Sunday, 31 May 2020
VOLUNTEERS who collect and sort donations to the Sue Ryder sales hope to launch their own version when the charity’s Nettlebed hospice closes at the end of this month.
The charity says it tried in vain to find a new home for the second-hand sales, which take place at Joyce Grove every three weeks and raise about £500,000 per year.
But the 200 or so volunteers, some of whom have worked there since the sales started in the early Eighties, say they weren’t approached for suggestions and believe they might be able to find a venue for their own event.
The group is awaiting responses from several landowners, including the Phillimore estate in Binfield Heath, but have already received a number of refusals.
The volunteers say they need about 4,000 sq ft of land with enough space for up to 300 cars to park if they are to operate on the same scale.
However, they would consider taking a smaller plot and selling a more limited range if necessary. They might give a share of proceeds to Sue Ryder, which is to continue its “hospice at home” service, but would look to support other causes too.
Volunteer Graham Spearpoint, from Shiplake, said: “We’re really struggling to find somewhere at the moment as most venues are too small or want huge amounts of money for a three- to five-year contract.
“We’re looking for a benefactor who might want to help us raise money for good causes.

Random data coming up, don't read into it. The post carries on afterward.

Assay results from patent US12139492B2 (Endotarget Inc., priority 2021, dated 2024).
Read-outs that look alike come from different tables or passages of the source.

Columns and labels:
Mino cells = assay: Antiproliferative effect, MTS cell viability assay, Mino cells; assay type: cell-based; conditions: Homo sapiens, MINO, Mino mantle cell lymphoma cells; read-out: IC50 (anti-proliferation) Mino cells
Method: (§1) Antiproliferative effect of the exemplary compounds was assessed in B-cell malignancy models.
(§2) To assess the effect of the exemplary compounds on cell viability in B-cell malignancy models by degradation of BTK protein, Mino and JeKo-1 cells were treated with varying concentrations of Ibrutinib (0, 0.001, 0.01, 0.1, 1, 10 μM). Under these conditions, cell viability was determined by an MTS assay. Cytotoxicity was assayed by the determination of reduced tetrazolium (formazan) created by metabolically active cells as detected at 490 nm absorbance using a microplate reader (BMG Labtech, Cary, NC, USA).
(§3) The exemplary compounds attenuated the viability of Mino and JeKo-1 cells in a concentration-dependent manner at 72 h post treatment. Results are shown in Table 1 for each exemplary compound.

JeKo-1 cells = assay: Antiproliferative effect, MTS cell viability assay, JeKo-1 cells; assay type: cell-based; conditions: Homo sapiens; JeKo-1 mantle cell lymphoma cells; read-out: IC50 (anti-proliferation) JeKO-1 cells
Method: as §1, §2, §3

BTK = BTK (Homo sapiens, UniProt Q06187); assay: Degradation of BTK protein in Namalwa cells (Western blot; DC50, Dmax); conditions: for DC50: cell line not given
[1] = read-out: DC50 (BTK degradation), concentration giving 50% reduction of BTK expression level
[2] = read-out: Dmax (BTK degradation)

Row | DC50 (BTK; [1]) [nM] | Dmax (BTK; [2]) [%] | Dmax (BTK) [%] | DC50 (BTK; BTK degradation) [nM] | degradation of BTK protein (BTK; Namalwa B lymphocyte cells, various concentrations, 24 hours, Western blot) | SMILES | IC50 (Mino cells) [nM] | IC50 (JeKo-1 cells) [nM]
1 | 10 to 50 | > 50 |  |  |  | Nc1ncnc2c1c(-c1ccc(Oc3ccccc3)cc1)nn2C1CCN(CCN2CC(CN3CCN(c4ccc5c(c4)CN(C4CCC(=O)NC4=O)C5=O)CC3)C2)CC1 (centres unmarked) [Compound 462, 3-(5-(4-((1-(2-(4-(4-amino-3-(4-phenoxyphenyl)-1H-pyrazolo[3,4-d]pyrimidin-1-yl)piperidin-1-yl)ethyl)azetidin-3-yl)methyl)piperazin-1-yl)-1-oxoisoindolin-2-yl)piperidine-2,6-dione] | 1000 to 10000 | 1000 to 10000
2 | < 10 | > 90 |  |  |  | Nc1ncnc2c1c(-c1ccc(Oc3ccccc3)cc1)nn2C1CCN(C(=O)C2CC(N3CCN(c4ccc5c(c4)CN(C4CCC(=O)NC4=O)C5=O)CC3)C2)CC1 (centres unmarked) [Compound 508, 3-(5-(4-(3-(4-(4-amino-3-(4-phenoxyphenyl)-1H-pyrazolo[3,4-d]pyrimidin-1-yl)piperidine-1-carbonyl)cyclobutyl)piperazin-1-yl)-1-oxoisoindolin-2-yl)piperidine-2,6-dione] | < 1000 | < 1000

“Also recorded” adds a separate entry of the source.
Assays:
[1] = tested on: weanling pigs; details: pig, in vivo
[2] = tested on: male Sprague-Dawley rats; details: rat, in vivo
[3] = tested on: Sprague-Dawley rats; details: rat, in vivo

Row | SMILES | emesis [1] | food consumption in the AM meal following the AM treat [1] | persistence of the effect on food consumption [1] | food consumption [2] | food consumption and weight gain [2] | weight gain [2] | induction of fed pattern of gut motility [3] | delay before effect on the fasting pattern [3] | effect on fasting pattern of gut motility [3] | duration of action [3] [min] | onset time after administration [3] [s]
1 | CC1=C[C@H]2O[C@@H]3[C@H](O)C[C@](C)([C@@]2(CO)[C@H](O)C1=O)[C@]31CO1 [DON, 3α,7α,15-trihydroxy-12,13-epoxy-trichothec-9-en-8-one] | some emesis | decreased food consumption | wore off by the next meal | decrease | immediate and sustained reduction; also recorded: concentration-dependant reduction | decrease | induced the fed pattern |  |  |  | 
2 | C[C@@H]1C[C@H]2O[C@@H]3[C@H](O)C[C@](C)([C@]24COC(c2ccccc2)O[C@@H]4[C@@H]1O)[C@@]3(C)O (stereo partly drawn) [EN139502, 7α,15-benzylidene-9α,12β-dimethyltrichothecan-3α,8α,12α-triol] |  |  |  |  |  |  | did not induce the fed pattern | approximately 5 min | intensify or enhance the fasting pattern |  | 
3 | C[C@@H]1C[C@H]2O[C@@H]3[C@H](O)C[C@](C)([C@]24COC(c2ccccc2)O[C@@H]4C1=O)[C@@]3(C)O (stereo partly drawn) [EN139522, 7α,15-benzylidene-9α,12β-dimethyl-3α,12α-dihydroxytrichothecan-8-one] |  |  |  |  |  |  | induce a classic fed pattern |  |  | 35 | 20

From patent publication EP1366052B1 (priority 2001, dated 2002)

“It wouldn’t be done under the Sue Ryder banner and although we could support them, I think there’s a lot of anger about the closure and we’d have to find a way to get past that.
“Nothing has come up so far and the lettings agents have warned us that it’s a pretty major fixture which the hospice was perfect for. If we could find somewhere in Henley town centre, it might at least solve the issue of finding parking places as people could use the car parks.”
Mr Spearpoint said he and many of his colleagues were upset at Sue Ryder’s decision not to provide inpatient beds elsewhere after the hospice closure.
The charity originally promised to do this but now says this wouldn’t be viable because more people want to die at home and occupancy rates at the hospice had fallen below 50 per cent in less than two years.
Concerned relatives who lost loved ones at the hospice have disputed this, saying they couldn’t have coped without the respite it offered.
Mr Spearpoint said: “Sadly, there’s a sense of apathy among the volunteers — they’re very disappointed at what’s happening and it’s harder now to motivate them.
“There’s 82 acres at Joyce Grove so they can’t understand why the sales can’t continue somewhere on the site and are keen to be involved in anything that replaces them.
“We’re hopeful that someone might be out there who can help. If not, it’s just going to die off and a lot of good quality items might just end up going to landfill.”
Sue Ryder says it searched unsuccessfully for more than a year to find a new home for the sales and sought help from staff and volunteers at its shops including the branch in Duke Street, Henley.
It said leasing a suitable space could be costly, as could insurance to comply with health and safety rules.
It is no longer accepting donations for the sales but smaller items can go to shops and furniture in sellable condition can be collected free of charge.
The charity says the hospice building, which is Grade II listed, is too expensive to run and wasn’t built for purpose.
It needs £3.1 million a year to operate in South Oxfordshire and only gets about a quarter from statutory funding so is urging the public to continue donating.
The final two sales at Nettlebed will take place tomorrow (Saturday) and on March 28.
09 March 2020
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